‘IT’S NOT OVER’

Cava­liers ig­nore last sea­son’s come­back after an­other 0-2 hole

The Washington Times Daily - - SPORTS - BY JOSH DUBOW

OAK­LAND, CALIF. | LeBron James and the Cleve­land Cava­liers are headed home in a fa­mil­iar spot after the first two games of the NBA Fi­nals.

Rather than reach back to last year’s cham­pi­onship come­back for a con­fi­dence boost, James’ fo­cus is on fig­ur­ing out what Cleve­land must do to change its for­tunes against a War­riors team that is fresher and far more dan­ger­ous this year, thanks to the ad­di­tion of Kevin Du­rant.

“They’re a dif­fer­ent team,” James said fol­low­ing a 132-113 loss in Game 2 on Sun­day night that put Cleve­land in an 0-2 hole.

That’s been quite ev­i­dent through two games. Du­rant leads all play­ers with 71 points the first two games — six more than the player he re­placed in the lineup, Har­ri­son Barnes, scored in seven games a year ago.

Du­rant’s scor­ing has taken pres­sure off Stephen Curry and al­lowed the War­riors to with­stand Cleve­land runs so well that they haven’t trailed after the first quar­ter in ei­ther game.

A healthy Curry fol­lowed up a 28-point Game 1 with his first post­sea­son triple-dou­ble on Sun­day with 32 points, 11 as­sists and 10 re­bounds. He looks more like a two-time MVP than the hob­bled player he was in last year’s Fi­nals.

Klay Thomp­son shook off a shoot­ing slump to score 22 points and the War­riors pulled away late for an­other lop­sided win.

“They play well at home,” Cavs coach Ty­ronn Lue said. “They won their first two games like they’re sup­posed to. Com­ing to a tough en­vi­ron­ment, we knew it was go­ing to be tough, but they won the first two games. We get a chance to go home now to our home crowd where we play well, also.”

The Cavs be­gan to turn things around last year after be­ing outscored by 48 points in the first two losses in Oak­land — seven more than this year. They split the two games at home be­fore reel­ing off three straight wins to be­come the fourth team to win the ti­tle after los­ing the first two games.

“They’re go­ing to keep com­ing, man,” Curry said. “There is a lot of work for us left to do. And you got to ex­pect them to play, ob­vi­ously, bet­ter at home. And we’re go­ing to need to play bet­ter to win on the road.”

What was so dis­cour­ag­ing for the Cavs is that they played bet­ter in Game 2 but the re­sult didn’t re­ally change. They went to a smaller lineup that con­trib­uted to Golden State com­mit­ting 20 turnovers a game after ty­ing a Fi­nals record with four.

The of­fense picked up thanks to 27 points from

Kevin Love and the Cavs scored 22 more points than in the opener in a faster­paced game, but that also helped the War­riors im­prove their shoot­ing from 43 per­cent to 52 per­cent as Cleve­land had a weaker de­fen­sive on the floor.

“We def­i­nitely have a sense of what they’re ca­pa­ble of, and we felt like a lot of times tonight we played bet­ter bas­ket­ball,” Love said. “But they’re a team you can­not — you can’t let them go on runs.”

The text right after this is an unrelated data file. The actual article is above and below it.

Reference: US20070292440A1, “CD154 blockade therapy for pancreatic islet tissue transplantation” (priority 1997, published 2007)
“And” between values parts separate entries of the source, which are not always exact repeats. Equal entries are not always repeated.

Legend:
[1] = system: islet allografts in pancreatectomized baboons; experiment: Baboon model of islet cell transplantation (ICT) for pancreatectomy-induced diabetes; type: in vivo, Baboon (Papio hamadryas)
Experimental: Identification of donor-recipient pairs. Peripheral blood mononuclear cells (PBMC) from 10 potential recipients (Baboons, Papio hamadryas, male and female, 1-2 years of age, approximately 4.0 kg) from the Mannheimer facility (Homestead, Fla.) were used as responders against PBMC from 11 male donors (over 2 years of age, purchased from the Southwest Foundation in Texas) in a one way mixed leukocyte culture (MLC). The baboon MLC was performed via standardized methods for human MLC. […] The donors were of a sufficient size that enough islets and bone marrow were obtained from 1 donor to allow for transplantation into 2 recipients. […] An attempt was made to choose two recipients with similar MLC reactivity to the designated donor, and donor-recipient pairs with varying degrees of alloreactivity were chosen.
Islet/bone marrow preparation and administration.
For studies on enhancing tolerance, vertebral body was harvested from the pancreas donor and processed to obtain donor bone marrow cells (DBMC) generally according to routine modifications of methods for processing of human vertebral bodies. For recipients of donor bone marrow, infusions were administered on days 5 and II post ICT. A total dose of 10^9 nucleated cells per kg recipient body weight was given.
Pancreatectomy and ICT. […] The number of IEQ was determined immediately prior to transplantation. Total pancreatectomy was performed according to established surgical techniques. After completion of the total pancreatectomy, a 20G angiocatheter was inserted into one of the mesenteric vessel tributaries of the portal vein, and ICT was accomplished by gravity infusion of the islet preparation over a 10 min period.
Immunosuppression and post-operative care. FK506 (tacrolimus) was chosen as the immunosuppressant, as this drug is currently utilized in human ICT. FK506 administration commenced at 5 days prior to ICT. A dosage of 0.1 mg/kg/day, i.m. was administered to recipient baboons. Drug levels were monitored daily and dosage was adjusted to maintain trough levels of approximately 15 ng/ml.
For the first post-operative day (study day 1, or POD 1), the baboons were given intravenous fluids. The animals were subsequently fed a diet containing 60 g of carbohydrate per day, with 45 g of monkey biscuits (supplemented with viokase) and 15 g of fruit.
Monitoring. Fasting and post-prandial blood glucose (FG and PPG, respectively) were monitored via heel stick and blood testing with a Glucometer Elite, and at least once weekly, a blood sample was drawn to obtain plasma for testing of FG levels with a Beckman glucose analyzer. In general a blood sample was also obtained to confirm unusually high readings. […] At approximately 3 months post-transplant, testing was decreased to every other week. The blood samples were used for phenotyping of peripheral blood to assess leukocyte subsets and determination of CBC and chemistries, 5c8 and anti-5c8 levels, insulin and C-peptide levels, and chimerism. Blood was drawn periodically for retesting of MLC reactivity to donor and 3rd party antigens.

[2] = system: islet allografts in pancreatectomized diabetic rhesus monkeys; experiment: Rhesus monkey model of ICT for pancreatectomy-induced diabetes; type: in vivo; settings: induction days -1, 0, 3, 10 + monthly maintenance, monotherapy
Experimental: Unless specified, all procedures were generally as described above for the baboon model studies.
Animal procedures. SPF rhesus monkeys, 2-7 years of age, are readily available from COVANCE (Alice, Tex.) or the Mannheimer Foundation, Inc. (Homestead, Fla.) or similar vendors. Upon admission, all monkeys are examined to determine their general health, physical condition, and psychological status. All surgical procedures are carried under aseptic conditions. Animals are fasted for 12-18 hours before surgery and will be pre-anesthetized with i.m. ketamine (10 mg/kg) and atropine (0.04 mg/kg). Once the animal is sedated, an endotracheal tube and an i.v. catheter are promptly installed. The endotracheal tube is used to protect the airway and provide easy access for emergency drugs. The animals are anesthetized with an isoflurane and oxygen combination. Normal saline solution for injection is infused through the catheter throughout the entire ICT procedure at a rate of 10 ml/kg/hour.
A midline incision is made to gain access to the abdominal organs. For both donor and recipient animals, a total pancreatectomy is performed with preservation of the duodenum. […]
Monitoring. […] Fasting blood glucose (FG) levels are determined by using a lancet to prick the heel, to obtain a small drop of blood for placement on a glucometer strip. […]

The key one came late in the third quar­ter after Cleve­land cut the deficit to four points. The War­riors fol­lowed with a 16-4 run that in­cluded 3-point­ers from Curry and Thomp­son, a three-point play from Du­rant in tran­si­tion and four points from Shaun Liv­ingston.

“That’s what they do,” James said. “That’s what Golden State does. If you make a mis­take — like I said, we had a turnover, it came from me, and then we had a mis­cue and the floods opened again.”

The first two games have shown a stark dif­fer­ence in depth. While James has thrived so far and had 29 points, 11 re­bounds and 14 as­sists to tie Magic John­son’s record with his eighth ca­reer Fi­nals triple-dou­ble Sun­day, he hasn’t got­ten nearly enough help.

Kyrie Irv­ing scored 24 points in the opener and Love had a big day in Game 2, but starters Tris­tan Thomp­son and J.R. Smith have been nearly in­vis­i­ble and the bench has of­fered lit­tle help.

The War­riors, on the other hand, have got­ten key con­tri­bu­tions from their four All-Stars: Curry, Du­rant, Klay Thomp­son and Dray­mond Green, as well as from play­ers like Liv­ingston, Andre Iguo­dala and Zaza Pachu­lia at times to set an NBA record with 14 straight post­sea­son wins.

But after be­ing so close last year and falling short, the War­riors know how dif­fi­cult the next two will be.

“It’s hu­man na­ture to let your guard down, hu­man na­ture, 2-0, every­body in the world ‘It’s over, it’s over,”’ Liv­ingston said. “No, it’s not over. We saw what hap­pened last year. We’ve been here. The guys that were here last year un­der­stand it’s the hard­est thing to do is to try to close out a se­ries and we’ve got two more games to go. We need to take that men­tal­ity to Cleve­land.”

AS­SO­CI­ATED PRESS

Cleve­land Cava­liers for­ward LeBron James’ 29 points, 11 re­bounds and 14 as­sists on Sun­day may have tied Magic John­son’s record of eight ca­reer NBA Fi­nals triple­dou­bles, but he hasn’t got­ten nearly enough of­fen­sive help from his team­mates. Starters Tris­tan Thomp­son and J.R. Smith have been nearly in­vis­i­ble.

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